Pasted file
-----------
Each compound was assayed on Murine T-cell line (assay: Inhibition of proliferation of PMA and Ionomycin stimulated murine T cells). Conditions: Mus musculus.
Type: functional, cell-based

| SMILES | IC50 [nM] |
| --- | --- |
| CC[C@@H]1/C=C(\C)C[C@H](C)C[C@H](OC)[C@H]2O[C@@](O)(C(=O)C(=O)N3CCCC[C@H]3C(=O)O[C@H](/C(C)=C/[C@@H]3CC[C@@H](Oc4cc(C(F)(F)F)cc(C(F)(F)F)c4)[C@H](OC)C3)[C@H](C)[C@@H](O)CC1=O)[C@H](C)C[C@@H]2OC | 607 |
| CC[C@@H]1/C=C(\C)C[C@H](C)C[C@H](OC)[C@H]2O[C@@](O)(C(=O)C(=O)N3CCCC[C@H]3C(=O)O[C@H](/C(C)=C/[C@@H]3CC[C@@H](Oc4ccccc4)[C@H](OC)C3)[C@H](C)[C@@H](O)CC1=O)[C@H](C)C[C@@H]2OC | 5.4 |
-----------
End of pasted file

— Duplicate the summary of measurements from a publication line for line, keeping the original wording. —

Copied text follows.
Each compound was assayed on Murine T-cell line (assay: Inhibition of proliferation of PMA and Ionomycin stimulated murine T cells). Conditions: Mus musculus.
Type: functional, cell-based

| SMILES | IC50 [nM] |
| --- | --- |
| CC[C@@H]1/C=C(\C)C[C@H](C)C[C@H](OC)[C@H]2O[C@@](O)(C(=O)C(=O)N3CCCC[C@H]3C(=O)O[C@H](/C(C)=C/[C@@H]3CC[C@@H](Oc4cc(C(F)(F)F)cc(C(F)(F)F)c4)[C@H](OC)C3)[C@H](C)[C@@H](O)CC1=O)[C@H](C)C[C@@H]2OC | 607 |
| CC[C@@H]1/C=C(\C)C[C@H](C)C[C@H](OC)[C@H]2O[C@@](O)(C(=O)C(=O)N3CCCC[C@H]3C(=O)O[C@H](/C(C)=C/[C@@H]3CC[C@@H](Oc4ccccc4)[C@H](OC)C3)[C@H](C)[C@@H](O)CC1=O)[C@H](C)C[C@@H]2OC | 5.4 |